Compete, collaborate or connect
Are you competitive when you learn in a group, hoping to be the number one performer? Or do you prefer to collaborate, giving your own knowledge to others and taking from your fellow learners as needed?
Traditionally, education at school encouraged competition. Pupils were ranked according to their performance in end-of-term tests, and anxiously compared their own exam results with their classmates. Today, that idea persists but has given way to other ways of learning.
An ethos of collaboration may be spreading into learning, enabled by the networks that can be formed online. Instead of looking suspiciously at fellow learners out of the corner of their eyes, many people are helping their peers and seeking help from them to plug their own knowledge gaps.
Peer-to-peer learning, a component of social learning, allows those with knowledge or experience to help their colleagues.
Youtube is stuffed with videos made by experts in their fields, as well as by knowledgeable and self-taught people. Sure, some of them do well out of advertising, but the majority only make pennies or nothing at all out of helping others to learn.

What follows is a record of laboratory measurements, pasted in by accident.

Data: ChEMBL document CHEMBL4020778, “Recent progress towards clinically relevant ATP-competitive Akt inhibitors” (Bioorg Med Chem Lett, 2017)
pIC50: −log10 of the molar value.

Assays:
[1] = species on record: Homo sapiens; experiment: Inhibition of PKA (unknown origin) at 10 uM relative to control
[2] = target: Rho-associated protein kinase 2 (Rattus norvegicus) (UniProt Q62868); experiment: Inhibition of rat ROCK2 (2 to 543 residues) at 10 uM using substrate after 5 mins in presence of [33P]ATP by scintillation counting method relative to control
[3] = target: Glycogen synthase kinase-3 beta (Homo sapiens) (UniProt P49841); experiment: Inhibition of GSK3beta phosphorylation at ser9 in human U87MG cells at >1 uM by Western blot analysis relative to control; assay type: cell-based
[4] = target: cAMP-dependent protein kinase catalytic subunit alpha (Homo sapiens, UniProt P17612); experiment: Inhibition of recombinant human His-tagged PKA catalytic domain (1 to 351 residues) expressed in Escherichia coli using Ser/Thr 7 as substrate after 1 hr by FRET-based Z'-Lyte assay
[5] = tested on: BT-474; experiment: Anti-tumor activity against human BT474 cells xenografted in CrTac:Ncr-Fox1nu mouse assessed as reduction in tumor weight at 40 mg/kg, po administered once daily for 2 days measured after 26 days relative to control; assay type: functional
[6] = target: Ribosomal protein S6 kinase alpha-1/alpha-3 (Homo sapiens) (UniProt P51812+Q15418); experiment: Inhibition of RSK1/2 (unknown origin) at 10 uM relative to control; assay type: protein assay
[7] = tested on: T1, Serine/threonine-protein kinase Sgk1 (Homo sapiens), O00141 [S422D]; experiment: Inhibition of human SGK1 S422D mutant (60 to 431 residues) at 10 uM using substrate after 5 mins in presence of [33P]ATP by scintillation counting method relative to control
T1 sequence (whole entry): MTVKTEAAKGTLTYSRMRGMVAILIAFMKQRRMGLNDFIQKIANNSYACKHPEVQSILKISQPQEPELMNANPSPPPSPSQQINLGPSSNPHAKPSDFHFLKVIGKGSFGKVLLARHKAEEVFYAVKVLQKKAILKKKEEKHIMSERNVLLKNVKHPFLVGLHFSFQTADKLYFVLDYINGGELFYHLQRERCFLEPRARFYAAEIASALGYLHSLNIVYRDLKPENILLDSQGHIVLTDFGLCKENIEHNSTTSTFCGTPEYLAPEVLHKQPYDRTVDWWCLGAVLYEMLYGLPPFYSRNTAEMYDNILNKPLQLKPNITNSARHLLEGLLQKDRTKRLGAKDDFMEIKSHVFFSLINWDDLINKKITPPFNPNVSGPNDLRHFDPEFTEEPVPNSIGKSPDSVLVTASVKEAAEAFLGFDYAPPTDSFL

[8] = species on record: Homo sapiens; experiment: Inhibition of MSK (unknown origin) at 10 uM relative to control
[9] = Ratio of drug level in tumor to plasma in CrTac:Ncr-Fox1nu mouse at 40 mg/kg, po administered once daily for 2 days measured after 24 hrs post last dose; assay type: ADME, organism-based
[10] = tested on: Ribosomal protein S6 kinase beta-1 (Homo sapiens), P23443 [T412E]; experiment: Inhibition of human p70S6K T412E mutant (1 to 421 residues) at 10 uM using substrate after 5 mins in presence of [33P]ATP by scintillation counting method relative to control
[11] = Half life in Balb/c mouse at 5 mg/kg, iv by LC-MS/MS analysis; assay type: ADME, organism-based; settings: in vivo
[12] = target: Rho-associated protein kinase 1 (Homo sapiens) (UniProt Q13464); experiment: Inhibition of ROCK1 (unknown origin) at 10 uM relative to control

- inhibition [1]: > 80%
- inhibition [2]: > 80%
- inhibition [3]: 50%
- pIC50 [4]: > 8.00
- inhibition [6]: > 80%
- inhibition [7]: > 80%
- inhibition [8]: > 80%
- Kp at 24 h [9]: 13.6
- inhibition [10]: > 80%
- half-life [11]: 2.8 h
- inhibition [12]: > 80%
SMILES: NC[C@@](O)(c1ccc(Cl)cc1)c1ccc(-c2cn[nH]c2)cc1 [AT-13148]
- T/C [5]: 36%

Strangely, there is even a learning theory claiming that in a fast-changing world, our connections (in other words our network of friends and colleagues) are what counts.
The researcher Karen Stephenson puts it like this:
Experience has long been considered the best teacher of knowledge. Since we cannot experience everything, other people’s experiences, and hence other people, become the surrogate for knowledge. ‘I store my knowledge in my friends’ is an axiom for collecting knowledge through collecting people.
But does collaboration lead to complacency and dependency? What's wrong with providing one of the most compelling incentives known to man – outdoing one's neighbour?
After all, competition in other areas keeps prices low, leads to sub 10-second sprints, and may result in great things in the classroom or workplace. This is true, but some people believe that there's a place for both competition and collaboration. It's interesting to note that a lot of competition is really about competing with oneself (to record a personal best time in a race, for example), or even with a machine (to shoot as many aliens as one's computer can fit on the screen).
In the end, it may come down to what motivates individuals. Some people find validation for their achievements by comparing them to the achievements of others. Others, equally, find validation when they help others learn things they already know.
This has implications for course designers, and perhaps makes their lives more complicated. It means that they should think about how to motivate both types of learners at the same time. And it means being open to those who want to be top of the class, while offering all the benefits of social learning and mutual aid to others.